Street Ghosts

In a nutshell, Paolo Cirio, spotted silhouettes of people on Google maps’ Street View, printed them life sized and stuck them on the wall closest to where they were originally captured by the Google car.


Probably the first thing that comes to your mind is ethics. How is it ethically correct for Google to display images, without consent, of us in the public realm? At least they blur out faces though, that makes it all ok right?
Or, how is it ethically correct to print out images of people without consent, even if their faces are censored? Well thanks to Google publishing them to the public realm, there isn’t much you can do. Anyone can access these photos.

Paolo Cirio, using Google’s free online mapping service, took screenshots of random people and blew them up to make life sized cut outs which he then pasted onto walls in the original location spotted on Google Maps’ Street View.

This is touching on the fact that it is impossible to photograph streets, during the day, without people occupying them. The world we live in is massively inhibited and overflowing with humans, so much so that we can’t walk down the street without seeing another person. Google had to adapt to this by censoring people’s faces, a simpler solution to photoshoping them out completely.


Cirio is questioning if we actually accept being photographed by Google, as we never signed any disclaimers or were never approached for us to decline.
By posting these photos, Cirio is hoping the subject returns to the same spot and sees themselves. What would you do if you saw yourself printed onto a wall of the corner shop you pass every day?

On the other hand, I have friends who embraced their shot on Street View, so much so they used it as their social media’s profile pictures.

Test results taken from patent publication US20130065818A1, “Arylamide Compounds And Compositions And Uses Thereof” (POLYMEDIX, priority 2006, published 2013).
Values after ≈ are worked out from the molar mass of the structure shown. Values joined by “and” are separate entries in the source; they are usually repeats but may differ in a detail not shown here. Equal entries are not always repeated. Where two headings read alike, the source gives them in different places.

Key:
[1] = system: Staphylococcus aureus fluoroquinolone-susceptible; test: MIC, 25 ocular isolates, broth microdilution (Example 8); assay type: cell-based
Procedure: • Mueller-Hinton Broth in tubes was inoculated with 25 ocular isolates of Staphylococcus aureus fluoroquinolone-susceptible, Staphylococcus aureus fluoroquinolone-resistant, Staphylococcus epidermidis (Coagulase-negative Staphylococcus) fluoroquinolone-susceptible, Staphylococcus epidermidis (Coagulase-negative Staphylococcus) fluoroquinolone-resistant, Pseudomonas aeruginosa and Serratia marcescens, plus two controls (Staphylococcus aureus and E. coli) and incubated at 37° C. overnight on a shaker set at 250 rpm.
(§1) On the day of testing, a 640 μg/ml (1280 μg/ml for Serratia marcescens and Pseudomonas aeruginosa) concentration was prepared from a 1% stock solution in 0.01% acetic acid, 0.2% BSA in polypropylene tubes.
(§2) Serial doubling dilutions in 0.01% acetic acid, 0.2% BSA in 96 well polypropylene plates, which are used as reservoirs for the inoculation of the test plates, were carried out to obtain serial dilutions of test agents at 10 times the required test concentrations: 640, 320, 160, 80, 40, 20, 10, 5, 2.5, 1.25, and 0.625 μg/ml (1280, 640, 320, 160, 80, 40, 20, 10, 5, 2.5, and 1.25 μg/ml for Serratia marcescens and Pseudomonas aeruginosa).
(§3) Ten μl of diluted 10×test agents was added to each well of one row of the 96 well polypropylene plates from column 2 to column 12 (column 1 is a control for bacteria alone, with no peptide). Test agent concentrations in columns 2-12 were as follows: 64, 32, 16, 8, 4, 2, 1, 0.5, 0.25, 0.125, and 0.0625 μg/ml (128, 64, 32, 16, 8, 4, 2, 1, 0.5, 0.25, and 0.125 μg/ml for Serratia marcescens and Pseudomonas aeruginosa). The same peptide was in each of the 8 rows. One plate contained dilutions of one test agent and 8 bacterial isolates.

I guess it comes into another debate about background ethics, age and the media affecting them. Put loosely, the elder generation tend to be more reserved about social media engagement compared to younger people.

Carabanchel Prison

Prisons, Hospitals and Masions have always had a distinct eerie presence about them, once  they have been vacated and left to rot. There is also a large influx of Urban Explorer’s content surrounding these types of buildings, which has inevitably diluted the impact of the buildings through photographic presentation.

Jean-Yves Gargadennec visited Carabanchel prison, Madrid, and had a guided tour which provoked feelings similar to that of the previous inmates: “I felt confined by the repetition of bars and doors”.

carabanchel prison

The clean, minimal editing approach to documenting this building is refreshing, compared to the numerous filters, high contrast and HDR effects Urban Explorers use. Gargadennec captured the raw feeling with method, using a box camera.

Gargadennec not only photographed the building and its rooms in a simple documentary format, but he went further than the typical Urban Explorers method and met some of the victims of the prisoners. This gave a lot mroe feeling and depth to the series of images, in comparison to Urban Explorers standing in their own photos, or photographing each other.


It seems Gargadennec wanted to express the initial feelings he felt, upon visiting the prison, with his audience rather than just photographing an abandonned building for personal pleasure, and using the images as accolades to show off their explorations.